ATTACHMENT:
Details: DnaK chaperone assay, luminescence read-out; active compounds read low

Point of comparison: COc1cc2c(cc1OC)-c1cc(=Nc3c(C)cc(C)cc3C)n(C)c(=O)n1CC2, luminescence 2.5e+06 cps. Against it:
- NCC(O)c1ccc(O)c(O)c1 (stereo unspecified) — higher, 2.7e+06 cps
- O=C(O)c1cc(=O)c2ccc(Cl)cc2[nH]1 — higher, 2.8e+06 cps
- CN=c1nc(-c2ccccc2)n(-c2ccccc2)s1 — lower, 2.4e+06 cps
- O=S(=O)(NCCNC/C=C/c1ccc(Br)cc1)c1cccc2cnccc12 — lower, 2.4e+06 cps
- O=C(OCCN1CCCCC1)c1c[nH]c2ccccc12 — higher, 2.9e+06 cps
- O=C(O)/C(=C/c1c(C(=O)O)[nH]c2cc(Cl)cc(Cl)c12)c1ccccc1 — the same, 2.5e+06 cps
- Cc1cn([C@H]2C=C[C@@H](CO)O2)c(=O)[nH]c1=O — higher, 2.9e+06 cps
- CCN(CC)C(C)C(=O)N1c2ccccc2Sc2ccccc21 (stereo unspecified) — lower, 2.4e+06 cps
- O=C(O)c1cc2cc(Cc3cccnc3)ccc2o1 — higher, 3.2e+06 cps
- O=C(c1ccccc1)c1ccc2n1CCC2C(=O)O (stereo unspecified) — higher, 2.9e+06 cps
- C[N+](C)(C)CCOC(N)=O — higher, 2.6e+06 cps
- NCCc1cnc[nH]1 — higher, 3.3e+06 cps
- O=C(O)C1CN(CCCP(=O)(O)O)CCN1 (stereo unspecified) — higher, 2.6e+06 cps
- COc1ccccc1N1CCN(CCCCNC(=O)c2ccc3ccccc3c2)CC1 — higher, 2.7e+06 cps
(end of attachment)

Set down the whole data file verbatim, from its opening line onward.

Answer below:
Details: DnaK chaperone assay, luminescence read-out; active compounds read low

Point of comparison: COc1cc2c(cc1OC)-c1cc(=Nc3c(C)cc(C)cc3C)n(C)c(=O)n1CC2, luminescence 2.5e+06 cps. Against it:
- NCC(O)c1ccc(O)c(O)c1 (stereo unspecified) — higher, 2.7e+06 cps
- O=C(O)c1cc(=O)c2ccc(Cl)cc2[nH]1 — higher, 2.8e+06 cps
- CN=c1nc(-c2ccccc2)n(-c2ccccc2)s1 — lower, 2.4e+06 cps
- O=S(=O)(NCCNC/C=C/c1ccc(Br)cc1)c1cccc2cnccc12 — lower, 2.4e+06 cps
- O=C(OCCN1CCCCC1)c1c[nH]c2ccccc12 — higher, 2.9e+06 cps
- O=C(O)/C(=C/c1c(C(=O)O)[nH]c2cc(Cl)cc(Cl)c12)c1ccccc1 — the same, 2.5e+06 cps
- Cc1cn([C@H]2C=C[C@@H](CO)O2)c(=O)[nH]c1=O — higher, 2.9e+06 cps
- CCN(CC)C(C)C(=O)N1c2ccccc2Sc2ccccc21 (stereo unspecified) — lower, 2.4e+06 cps
- O=C(O)c1cc2cc(Cc3cccnc3)ccc2o1 — higher, 3.2e+06 cps
- O=C(c1ccccc1)c1ccc2n1CCC2C(=O)O (stereo unspecified) — higher, 2.9e+06 cps
- C[N+](C)(C)CCOC(N)=O — higher, 2.6e+06 cps
- NCCc1cnc[nH]1 — higher, 3.3e+06 cps
- O=C(O)C1CN(CCCP(=O)(O)O)CCN1 (stereo unspecified) — higher, 2.6e+06 cps
- COc1ccccc1N1CCN(CCCCNC(=O)c2ccc3ccccc3c2)CC1 — higher, 2.7e+06 cps